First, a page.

Treatment and Prevention of Tooth Decay

Although the early stages of tooth decay are amenable to treatment, the advanced stages may lead to tooth loss along with a host of other complications. The basic tenet for treating tooth decay is therefore early identification of the problem, when the tooth can still be salvaged.

In the early stages of tooth decay, for example, a simple fluoride varnish applied to the affected area may be enough to treat the condition. In addition, lifestyle measures can also be taken that can prevent further decay. In the more advanced stages, where cavities have formed, the decay is removed and the tooth may be filled with a filling or set with a crown. In cases where the inner nerves are exposed and causing severe pain, a root canal treatment is recommended. An excessively damaged tooth may have to be operated on or removed.


Treatment of tooth decay may include:

  • Fluoride in early stages of tooth decay - This is one of the most effective ways of preventing and limiting the spread of tooth decay. Fluoride occurs naturally in tea, certain fish and in some foods and is often supplemented in toothpastes. Toothpastes containing synthetic fluoride are one of the best sources of fluoride. Fluoride can help strengthen the tooth enamel and protect it against the acid erosion that leads to decay. Furthermore, fluoride prevents the formation of plaque and the production of bacterial acids. In the early stages of tooth decay, fluoride can also repair damaged enamel. Fluoride may be applied over the affected tooth in the form of a fluoride gel, varnish or paste.
  • Filling of cavities - When cavities form in the enamel without affecting the inner pulp of the tooth, a dental filling may be used. The filling acts as a replacement for the natural enamel of the tooth. It can be made of amalgam, which is silver in color or of a tooth colored composite. The filling is sealed onto the tooth using dental cement. Inlays and onlays made of harder and longer lasting metals such as gold may also be used to fill cavities.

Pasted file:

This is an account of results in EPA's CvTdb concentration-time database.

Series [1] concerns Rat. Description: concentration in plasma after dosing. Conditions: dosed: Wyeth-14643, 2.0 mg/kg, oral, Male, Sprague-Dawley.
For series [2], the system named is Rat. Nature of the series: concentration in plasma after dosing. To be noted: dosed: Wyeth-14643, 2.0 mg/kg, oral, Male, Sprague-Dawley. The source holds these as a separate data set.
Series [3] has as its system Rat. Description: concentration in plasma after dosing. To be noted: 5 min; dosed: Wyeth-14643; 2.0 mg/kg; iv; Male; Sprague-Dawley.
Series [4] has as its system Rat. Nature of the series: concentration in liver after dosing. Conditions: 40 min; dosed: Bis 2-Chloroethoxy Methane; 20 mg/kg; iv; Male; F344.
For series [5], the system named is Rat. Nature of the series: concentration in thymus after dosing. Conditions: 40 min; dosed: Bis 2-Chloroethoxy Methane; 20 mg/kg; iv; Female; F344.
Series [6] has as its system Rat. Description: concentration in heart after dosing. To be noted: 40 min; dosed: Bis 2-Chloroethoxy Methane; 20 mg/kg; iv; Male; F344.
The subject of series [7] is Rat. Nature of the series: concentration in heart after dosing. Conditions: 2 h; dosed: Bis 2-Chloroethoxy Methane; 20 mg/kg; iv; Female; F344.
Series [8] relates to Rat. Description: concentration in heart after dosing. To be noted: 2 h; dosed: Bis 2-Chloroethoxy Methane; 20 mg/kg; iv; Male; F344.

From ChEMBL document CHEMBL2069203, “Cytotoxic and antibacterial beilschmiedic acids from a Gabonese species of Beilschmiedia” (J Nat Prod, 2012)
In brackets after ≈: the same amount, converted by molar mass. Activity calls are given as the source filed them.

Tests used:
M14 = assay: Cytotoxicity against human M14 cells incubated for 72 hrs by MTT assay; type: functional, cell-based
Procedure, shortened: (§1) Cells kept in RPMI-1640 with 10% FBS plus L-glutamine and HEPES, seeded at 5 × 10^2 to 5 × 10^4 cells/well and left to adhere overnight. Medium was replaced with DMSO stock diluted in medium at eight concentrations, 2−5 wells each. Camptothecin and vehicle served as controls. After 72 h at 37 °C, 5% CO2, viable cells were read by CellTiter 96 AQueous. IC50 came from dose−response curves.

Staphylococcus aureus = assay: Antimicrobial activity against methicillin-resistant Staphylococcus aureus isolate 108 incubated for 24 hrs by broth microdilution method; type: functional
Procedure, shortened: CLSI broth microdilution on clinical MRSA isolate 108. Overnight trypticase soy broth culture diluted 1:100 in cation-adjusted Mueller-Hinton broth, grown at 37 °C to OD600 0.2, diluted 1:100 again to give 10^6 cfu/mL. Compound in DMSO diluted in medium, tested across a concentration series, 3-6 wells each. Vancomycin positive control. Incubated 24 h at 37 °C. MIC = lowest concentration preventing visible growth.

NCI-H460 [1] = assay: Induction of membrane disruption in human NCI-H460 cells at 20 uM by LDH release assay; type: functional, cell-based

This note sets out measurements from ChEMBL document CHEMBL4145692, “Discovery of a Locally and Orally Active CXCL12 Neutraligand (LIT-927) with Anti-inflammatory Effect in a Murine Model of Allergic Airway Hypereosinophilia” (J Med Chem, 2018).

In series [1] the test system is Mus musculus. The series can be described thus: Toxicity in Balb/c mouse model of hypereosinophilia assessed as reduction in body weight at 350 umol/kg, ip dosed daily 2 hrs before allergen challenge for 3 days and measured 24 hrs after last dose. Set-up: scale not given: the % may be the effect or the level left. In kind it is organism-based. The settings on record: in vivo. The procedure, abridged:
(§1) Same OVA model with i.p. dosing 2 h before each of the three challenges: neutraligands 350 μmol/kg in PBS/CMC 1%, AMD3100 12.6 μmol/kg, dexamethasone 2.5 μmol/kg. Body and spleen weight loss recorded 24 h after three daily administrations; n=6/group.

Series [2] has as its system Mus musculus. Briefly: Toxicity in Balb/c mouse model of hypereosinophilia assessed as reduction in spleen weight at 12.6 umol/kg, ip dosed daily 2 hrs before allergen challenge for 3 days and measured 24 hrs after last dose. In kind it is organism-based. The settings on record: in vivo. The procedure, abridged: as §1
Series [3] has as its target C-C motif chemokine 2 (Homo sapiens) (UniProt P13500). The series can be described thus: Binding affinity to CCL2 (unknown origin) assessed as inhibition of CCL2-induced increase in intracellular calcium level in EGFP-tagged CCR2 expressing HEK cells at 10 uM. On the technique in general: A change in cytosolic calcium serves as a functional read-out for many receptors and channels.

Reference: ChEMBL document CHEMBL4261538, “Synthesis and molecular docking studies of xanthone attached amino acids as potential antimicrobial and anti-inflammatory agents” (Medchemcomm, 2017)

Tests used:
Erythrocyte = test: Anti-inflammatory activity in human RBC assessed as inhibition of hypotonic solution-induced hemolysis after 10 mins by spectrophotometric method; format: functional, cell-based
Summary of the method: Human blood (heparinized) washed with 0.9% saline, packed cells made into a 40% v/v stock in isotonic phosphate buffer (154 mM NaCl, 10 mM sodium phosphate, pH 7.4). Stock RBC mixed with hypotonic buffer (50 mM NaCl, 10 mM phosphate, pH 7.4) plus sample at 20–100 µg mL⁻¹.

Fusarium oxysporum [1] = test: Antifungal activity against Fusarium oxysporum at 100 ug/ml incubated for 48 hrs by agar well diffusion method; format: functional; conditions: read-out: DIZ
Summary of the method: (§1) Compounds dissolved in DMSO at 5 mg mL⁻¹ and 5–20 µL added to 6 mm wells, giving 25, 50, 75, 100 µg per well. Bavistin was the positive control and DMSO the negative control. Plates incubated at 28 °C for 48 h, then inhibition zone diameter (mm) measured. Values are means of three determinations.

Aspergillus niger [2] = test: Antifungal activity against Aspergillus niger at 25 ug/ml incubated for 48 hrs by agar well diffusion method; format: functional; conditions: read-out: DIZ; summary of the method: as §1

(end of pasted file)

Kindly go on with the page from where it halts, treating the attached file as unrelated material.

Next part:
• Artificial tooth crowns - Another method of treating teeth with cavities is fitting them with an artificial tooth crown. The decayed part of the tooth is drilled off and a crown the shape of the original tooth is placed over the remaining tooth. This crown may be made up of porcelain, ceramic, gold or glass and is attached to the tooth with dental cement.
  • Root canal treatment - This is one of the last resorts to save the tooth. Root canal treatment is indicated when the inner pulp of the tooth containing the nerves and blood vessels are affected, causing intense pain on exposure to hot or cold food or drink. In root canal treatment, the pulp is removed and replaced with an artificial pulp called gutta percha.
  • Removal of the tooth - Severely damaged and decayed teeth may require extraction, especially to prevent complications such as the spread of decay to other teeth. The removed tooth may be replaced with an artificial partial denture, dental bridge or tooth implant to maintain cosmetic appearance.

Prevention of tooth decay

Tooth decay is one of the most common conditions to affect children and adults worldwide but it is also one of the most easily preventable. Some of the preventive measures for tooth decay include:

  • Maintaining good oral hygiene

    Teeth should be brushed twice daily (once in the morning and once at bedtime) with a fluoride toothpaste. Brushing should follow within at least 30 minutes of eating a meal, especially if it rich in sugar and carbohydrates. Brushing should be thorough, covering all surfaces of the teeth. Mouth rinsing after brushing is discouraged as it washes away the fluoride of the paste. Instead, the excess paste should be spat out. The toothbrush should be replaced on a regular basis (every two to three months) as it may become less effective at removing plaque as it wears out.

    Flossing helps to remove plaque and food particles that get stuck between teeth, areas that the toothbrush fails to reach. Flossing at least once a day is recommended.

  • Mouthwash

    Dental mouthwashes, especially ones containing fluoride, can also help prevent tooth decay. However, the mouth should not be rinsed immediately after the mouthwash is used, so as to preserve the fluoride across the teeth.

  • Diet and lifestyle

    Consumption of excess sugary foods, fizzy drinks, and chocolates, for example, can accelerate tooth decay. Smoking is also associated with tooth decay. Diet and lifestyle changes along with good oral hygiene can keep tooth decay at bay.

  • Regular dental checkups

    Adults should have at least one dental check-up every two years. Those under 18 years of age need annual check-ups while younger children benefit from check-ups every 4 to 6 months.

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